Beginning a new life

Arlington, TX

My DH and I have purchased a small piece of property about an hour east of DFW. We will be moving in sometime during the late fall or early, due to allowing the sellers to take their time in moving in and the fact that we don't have to sell this place. Horses are there and there is a nice barn.

Of course, the reason is that we could have some horses. The problem is - neither of us knows a thing about caring for them.

What would you experienced horsemen/horsewomen advise me to do first in order to have a good experience when we do get our horses?

Victoria, TX(Zone 9b)

Find a boarding barn that gives lessons.
Take lessons.

Don't buy until you know what you want to do with them, what personality things you have to have, and what things you won't tolerate.

For example.. If you want quiet, an older seasoned horse is best. If you want trail riding, I'd suggest gaited. Dressage? A quiet warmblood is a great start. Western riding? quarter horses got the nod here..

The BEST BEST way to learn, is to find a barn that boards, take lessons, and learn... Learn on "someone else's horse" before you dive in headfirst...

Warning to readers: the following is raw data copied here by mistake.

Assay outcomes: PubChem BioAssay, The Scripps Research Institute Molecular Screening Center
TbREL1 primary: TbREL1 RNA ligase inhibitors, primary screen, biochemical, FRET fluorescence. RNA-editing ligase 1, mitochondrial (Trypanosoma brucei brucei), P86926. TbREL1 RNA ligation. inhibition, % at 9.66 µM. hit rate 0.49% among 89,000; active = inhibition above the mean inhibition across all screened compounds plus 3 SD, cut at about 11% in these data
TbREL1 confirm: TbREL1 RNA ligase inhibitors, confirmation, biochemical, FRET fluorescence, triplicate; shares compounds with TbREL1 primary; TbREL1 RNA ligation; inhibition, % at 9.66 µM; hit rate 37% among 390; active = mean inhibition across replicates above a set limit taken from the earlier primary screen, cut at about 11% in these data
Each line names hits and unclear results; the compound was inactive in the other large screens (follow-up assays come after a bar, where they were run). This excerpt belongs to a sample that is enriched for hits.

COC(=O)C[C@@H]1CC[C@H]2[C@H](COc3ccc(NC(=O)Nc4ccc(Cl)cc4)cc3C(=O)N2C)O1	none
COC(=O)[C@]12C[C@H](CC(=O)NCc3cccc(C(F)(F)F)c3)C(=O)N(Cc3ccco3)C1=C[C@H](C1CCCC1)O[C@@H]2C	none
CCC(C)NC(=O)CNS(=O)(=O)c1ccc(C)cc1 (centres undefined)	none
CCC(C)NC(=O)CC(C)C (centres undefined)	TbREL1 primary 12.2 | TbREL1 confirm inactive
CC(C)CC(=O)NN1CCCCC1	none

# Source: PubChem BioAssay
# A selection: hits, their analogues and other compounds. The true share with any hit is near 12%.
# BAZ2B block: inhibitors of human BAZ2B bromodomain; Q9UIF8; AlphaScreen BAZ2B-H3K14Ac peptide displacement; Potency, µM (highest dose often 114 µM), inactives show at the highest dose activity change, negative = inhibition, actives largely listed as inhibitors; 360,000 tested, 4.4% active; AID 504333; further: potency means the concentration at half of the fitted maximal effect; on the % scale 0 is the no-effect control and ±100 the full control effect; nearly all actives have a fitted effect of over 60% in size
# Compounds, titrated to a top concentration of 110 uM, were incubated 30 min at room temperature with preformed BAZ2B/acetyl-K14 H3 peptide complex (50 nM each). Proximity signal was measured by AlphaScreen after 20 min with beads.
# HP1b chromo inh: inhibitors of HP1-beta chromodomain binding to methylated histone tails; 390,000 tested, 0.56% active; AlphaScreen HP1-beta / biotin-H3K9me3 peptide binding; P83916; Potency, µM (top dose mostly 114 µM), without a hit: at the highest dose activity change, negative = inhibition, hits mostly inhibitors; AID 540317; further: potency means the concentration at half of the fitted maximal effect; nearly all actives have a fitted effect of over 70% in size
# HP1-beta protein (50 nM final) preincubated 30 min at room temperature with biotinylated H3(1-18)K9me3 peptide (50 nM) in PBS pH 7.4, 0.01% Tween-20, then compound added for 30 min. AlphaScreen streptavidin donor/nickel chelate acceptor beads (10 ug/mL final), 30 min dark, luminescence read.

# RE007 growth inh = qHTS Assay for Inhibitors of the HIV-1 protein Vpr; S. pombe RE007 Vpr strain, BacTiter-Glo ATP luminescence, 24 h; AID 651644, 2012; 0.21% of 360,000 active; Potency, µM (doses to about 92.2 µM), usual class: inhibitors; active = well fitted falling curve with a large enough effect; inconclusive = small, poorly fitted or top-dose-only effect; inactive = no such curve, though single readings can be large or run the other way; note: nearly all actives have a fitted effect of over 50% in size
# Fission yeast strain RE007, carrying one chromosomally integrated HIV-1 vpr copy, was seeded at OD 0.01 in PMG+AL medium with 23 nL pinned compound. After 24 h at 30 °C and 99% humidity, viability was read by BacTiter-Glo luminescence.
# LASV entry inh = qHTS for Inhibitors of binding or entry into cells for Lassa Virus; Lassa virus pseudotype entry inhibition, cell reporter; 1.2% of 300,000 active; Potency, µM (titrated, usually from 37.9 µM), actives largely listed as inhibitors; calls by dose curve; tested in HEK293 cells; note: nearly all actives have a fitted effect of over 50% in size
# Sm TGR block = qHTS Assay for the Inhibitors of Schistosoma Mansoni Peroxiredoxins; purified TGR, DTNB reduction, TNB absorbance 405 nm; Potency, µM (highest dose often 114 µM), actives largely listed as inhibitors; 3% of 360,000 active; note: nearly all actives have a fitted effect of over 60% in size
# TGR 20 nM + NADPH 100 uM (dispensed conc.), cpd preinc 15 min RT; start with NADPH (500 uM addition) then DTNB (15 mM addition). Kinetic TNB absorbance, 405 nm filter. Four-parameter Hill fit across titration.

Arlington, TX

Oh yes, I am sure I want an older, kinda mellow horse. There is a stable nearby and I intend to sign up for some education, and that might be on the agend later this week.

The horses that are there are going with their people when they get moved into a new place, near Houston they are hoping. So, we will be starting anew with horses of our choosing.

Thanks for your time in confirming what I had thought was job #1.

Richmond, TX

If the stable will let you be a "working student" you will learn stable management (horse care) along with riding.

Huron, OH(Zone 5b)

have fun learning and looking. take your time.

Goldthwaite, TX(Zone 8a)

Your horse owning experience can be really good or really bad. Horses are very large, often very pushy, always self-centered creatures. Still I love them and have two that are pasture ornaments. Take your time and be very careful about whom you trust to connect you with the right horse(s).

If you are beginning from scratch, there's a lot to learn, including feeding, health care, and foot care. Don't rush in. Be careful and understand that a lot of the initial cost of a horse is for the training. A middle-aged, well-mannered horse without bad habits is priceless.



This message was edited Jul 7, 2010 10:06 AM

Victoria, TX(Zone 9b)

I don't think of training as "a lot of the cost." I think more as the biggest bill being vaccinations, farrier care, and that emergency "ohno my horse is standing on two legs" vet bill on a holiday that happens to fall on a Sunday when all but one vet in town is on vacation..
(Can't tell I've ever been in that situation, can ya?)

South Hamilton, MA

Learning first, ownership later as the people have said. The barn won't run away.

Perth,, ON(Zone 5a)

get yourself a couple of smaller farm animals to practice animal husbandry with: sheep, goat, chickens, rabbits